Pilgrim’s Progress – Living for that which is to come

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Some time ago my daughter gave me a present of some second hand books from the Trinity College book sale. Perhaps the most interesting of these (priced at just €5) was a beautifully bound and embossed antiquarian copy of “The Pilgrim’s Progress,” something which I have only started to read for the very first time in the past few weeks. Inside this very old edition was equally old handwriting showing that it had also been given as a gift to someone on 7th August 1866.

I have seen other copies of The Pilgrim’s Progress, but somehow the print was very small in these, while the larger, clearer print in this book made me just want to read it!

So far I have been reading it very slowly, taking everything in, including all the Biblical references which are marked on the side of each page and I have to say that I find this allegory of the Christian life deeply fascinating and revealing so far. Sometimes I just have to smile with recognition when I encounter the places that Christian finds himself in and the people he meets!

From time to time as I read of Christian’s adventures, I feel that I must write about these from a personal point of view.

Very early in his journey, when Christian is in the ‘interpreter’s house,’ the latter talks of Lazarus and the rich man and Christian comments: “Then I perceive it is not best to covet things that are now, but to wait for things to come.”

The interpreter agrees with Christian: “You say truth: for the things that are seen are temporal, but the things that are not seen are eternal.” (“2Cor. 4v18)

Interpreter goes on to say: “But though this be so, yet since things present and our fleshly appetite are such near neighbours one to another; and again, because things to come and carnal sense are such strangers one to another; therefore it is, that the first of these so suddenly fall into amity, and that distance is so continued between the second.”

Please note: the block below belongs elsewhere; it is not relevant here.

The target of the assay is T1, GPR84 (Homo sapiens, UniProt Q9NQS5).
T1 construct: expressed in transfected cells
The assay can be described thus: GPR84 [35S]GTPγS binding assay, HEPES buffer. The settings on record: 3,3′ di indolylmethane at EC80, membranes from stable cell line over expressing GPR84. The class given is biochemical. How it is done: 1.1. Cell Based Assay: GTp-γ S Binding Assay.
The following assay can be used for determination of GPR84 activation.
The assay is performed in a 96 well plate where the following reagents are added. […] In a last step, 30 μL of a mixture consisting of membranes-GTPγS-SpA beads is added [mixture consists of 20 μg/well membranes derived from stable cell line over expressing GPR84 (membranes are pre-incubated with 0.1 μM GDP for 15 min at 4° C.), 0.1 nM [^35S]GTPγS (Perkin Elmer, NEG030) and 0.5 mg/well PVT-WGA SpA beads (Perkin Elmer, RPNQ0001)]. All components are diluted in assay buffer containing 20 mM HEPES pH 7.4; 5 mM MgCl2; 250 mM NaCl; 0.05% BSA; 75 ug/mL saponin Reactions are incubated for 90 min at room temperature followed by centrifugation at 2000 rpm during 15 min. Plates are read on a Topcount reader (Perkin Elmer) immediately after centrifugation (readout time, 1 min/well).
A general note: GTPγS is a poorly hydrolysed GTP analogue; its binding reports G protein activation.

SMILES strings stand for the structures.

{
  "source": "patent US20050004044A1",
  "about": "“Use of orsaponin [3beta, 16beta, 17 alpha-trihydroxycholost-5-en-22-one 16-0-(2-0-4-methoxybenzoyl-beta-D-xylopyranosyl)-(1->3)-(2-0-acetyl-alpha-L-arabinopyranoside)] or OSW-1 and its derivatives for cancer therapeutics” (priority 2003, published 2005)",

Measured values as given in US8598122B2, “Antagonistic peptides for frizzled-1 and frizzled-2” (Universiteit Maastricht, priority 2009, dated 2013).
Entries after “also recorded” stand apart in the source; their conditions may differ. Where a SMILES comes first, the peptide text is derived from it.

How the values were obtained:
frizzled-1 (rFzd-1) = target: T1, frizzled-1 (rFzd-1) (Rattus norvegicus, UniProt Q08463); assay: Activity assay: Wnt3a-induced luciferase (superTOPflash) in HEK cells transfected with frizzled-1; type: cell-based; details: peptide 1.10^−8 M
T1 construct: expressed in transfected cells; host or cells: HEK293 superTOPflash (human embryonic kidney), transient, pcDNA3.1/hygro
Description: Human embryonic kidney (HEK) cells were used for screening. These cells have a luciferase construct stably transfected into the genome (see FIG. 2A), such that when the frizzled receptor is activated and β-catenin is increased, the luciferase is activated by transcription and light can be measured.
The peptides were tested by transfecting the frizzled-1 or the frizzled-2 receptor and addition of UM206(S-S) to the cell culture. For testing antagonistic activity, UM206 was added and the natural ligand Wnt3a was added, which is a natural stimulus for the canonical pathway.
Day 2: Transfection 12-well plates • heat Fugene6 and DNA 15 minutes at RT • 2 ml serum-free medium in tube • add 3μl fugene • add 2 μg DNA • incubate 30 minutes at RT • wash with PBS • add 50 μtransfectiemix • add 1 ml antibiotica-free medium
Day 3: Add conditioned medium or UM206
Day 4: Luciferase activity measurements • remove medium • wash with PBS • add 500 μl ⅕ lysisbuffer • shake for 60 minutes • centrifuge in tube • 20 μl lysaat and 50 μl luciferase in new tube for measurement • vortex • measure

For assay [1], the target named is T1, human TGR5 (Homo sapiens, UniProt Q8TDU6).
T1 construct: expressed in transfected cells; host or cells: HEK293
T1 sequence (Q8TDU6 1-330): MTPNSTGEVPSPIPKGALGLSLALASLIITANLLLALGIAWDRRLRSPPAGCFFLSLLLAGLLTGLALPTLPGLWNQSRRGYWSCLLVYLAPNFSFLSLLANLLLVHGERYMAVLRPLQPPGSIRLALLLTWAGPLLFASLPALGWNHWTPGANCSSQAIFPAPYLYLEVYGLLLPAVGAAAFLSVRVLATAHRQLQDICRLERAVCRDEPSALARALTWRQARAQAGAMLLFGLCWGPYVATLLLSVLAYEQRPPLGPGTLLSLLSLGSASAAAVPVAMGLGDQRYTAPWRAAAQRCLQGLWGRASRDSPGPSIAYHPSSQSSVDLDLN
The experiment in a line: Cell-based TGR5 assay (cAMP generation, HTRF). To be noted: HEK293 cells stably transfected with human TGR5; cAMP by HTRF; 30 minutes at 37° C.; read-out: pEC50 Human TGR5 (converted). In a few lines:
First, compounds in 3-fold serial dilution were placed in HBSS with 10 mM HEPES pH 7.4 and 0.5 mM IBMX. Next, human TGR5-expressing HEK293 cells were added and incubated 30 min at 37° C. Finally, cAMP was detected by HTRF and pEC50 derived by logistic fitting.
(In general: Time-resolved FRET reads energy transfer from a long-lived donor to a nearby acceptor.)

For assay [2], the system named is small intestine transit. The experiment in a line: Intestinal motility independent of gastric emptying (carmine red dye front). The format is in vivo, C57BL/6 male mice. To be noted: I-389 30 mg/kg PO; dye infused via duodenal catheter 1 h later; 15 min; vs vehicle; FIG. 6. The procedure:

In our materialistic ‘throw-away’ world “The Pilgrim’s Progress” is like an alien piece of literature or a little piece of gold in a rubbish tip. I learned that it has never gone out of print since it was first published in February 1678 and that it has been translated into more than 200 languages. It has also been regarded as one of the most significant pieces of English religious literature ever written.

From the outset of his journey I see that Christian’s is the path of the “few that find it” and I have a great sense of his loneliness at this point of the journey.

Of the Christian life I would say with ‘Christian’ – “To go back is nothing but death; to go forward is fear of death, and life everlasting beyond it: I will go forward.”

We must go forward.

Perhaps something that made a very real impression on me this week was when I read of Christian being confronted by ‘the lions at the palace gate’ – a sight to frighten the bravest of souls.

But Watchful reassures Christian: “Fear not the lions, for they are chained, and are placed there for trial of faith where it is, and for the discovery of those that have none: keep in the midst of the path, and no hurt shall come unto thee.”

In my life just recently I have met some ‘lions’ but I thank the Lord that they are ‘chained’

“And who is he that will harm you, if ye be followers of that which is good?” (1Peter 3v13)

Those who know the Lord can say with the psalmist… “My times are in thy hand…” (Psalm 31v15)

“Who shall separate us from the love of Christ? Shall tribulation, or distress, or persecution, or famine, or nakedness, or peril, or sword? As it is written, For thy sake we are killed all the day long; we are accounted as sheep for the slaughter. Nay, in all these things we are more than conquerors through him that loved us. For I am persuaded, that neither death, nor life, nor angels, nor principalities, nor powers, nor things present, nor things to come, Nor height, nor depth, nor any other creature, shall be able to separate us from the love of God, which is in Christ Jesus our Lord.” (Romans 8v35-39)

I look forward to joining Christian on the rest of his journey, for in his words… “but now I desire a better country, that is, a heavenly one…” (Hebrews 11v15&16)

 

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